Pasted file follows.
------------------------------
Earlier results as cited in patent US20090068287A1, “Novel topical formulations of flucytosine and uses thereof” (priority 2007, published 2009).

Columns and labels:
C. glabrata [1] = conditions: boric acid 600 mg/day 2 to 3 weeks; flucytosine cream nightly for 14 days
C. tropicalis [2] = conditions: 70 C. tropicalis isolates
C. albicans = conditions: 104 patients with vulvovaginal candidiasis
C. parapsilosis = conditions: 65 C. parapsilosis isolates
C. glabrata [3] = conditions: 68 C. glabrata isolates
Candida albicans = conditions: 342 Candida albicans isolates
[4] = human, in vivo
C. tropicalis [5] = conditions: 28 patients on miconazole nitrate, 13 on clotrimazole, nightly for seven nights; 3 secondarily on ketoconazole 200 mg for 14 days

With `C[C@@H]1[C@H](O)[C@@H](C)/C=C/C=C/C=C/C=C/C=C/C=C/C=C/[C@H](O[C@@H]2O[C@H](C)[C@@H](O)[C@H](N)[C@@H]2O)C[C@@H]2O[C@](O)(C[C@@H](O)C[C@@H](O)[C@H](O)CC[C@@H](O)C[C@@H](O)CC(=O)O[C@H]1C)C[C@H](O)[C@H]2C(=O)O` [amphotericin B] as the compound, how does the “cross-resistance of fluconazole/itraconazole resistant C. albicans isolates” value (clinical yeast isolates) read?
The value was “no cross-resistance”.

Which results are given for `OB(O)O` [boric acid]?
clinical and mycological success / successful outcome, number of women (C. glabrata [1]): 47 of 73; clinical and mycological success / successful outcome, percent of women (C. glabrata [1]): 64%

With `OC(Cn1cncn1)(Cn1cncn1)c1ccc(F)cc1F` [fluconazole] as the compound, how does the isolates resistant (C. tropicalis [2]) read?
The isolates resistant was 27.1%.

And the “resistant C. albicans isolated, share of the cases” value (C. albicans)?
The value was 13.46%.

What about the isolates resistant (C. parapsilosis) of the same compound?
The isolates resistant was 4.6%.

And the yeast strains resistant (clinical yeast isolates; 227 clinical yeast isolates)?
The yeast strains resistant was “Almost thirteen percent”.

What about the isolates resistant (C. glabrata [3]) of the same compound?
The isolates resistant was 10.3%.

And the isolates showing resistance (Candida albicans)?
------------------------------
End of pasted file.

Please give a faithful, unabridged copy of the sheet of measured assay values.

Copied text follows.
Earlier results as cited in patent US20090068287A1, “Novel topical formulations of flucytosine and uses thereof” (priority 2007, published 2009).

Columns and labels:
C. glabrata [1] = conditions: boric acid 600 mg/day 2 to 3 weeks; flucytosine cream nightly for 14 days
C. tropicalis [2] = conditions: 70 C. tropicalis isolates
C. albicans = conditions: 104 patients with vulvovaginal candidiasis
C. parapsilosis = conditions: 65 C. parapsilosis isolates
C. glabrata [3] = conditions: 68 C. glabrata isolates
Candida albicans = conditions: 342 Candida albicans isolates
[4] = human, in vivo
C. tropicalis [5] = conditions: 28 patients on miconazole nitrate, 13 on clotrimazole, nightly for seven nights; 3 secondarily on ketoconazole 200 mg for 14 days

With `C[C@@H]1[C@H](O)[C@@H](C)/C=C/C=C/C=C/C=C/C=C/C=C/C=C/[C@H](O[C@@H]2O[C@H](C)[C@@H](O)[C@H](N)[C@@H]2O)C[C@@H]2O[C@](O)(C[C@@H](O)C[C@@H](O)[C@H](O)CC[C@@H](O)C[C@@H](O)CC(=O)O[C@H]1C)C[C@H](O)[C@H]2C(=O)O` [amphotericin B] as the compound, how does the “cross-resistance of fluconazole/itraconazole resistant C. albicans isolates” value (clinical yeast isolates) read?
The value was “no cross-resistance”.

Which results are given for `OB(O)O` [boric acid]?
clinical and mycological success / successful outcome, number of women (C. glabrata [1]): 47 of 73; clinical and mycological success / successful outcome, percent of women (C. glabrata [1]): 64%

With `OC(Cn1cncn1)(Cn1cncn1)c1ccc(F)cc1F` [fluconazole] as the compound, how does the isolates resistant (C. tropicalis [2]) read?
The isolates resistant was 27.1%.

And the “resistant C. albicans isolated, share of the cases” value (C. albicans)?
The value was 13.46%.

What about the isolates resistant (C. parapsilosis) of the same compound?
The isolates resistant was 4.6%.

And the yeast strains resistant (clinical yeast isolates; 227 clinical yeast isolates)?
The yeast strains resistant was “Almost thirteen percent”.

What about the isolates resistant (C. glabrata [3]) of the same compound?
The isolates resistant was 10.3%.

And the isolates showing resistance (Candida albicans)?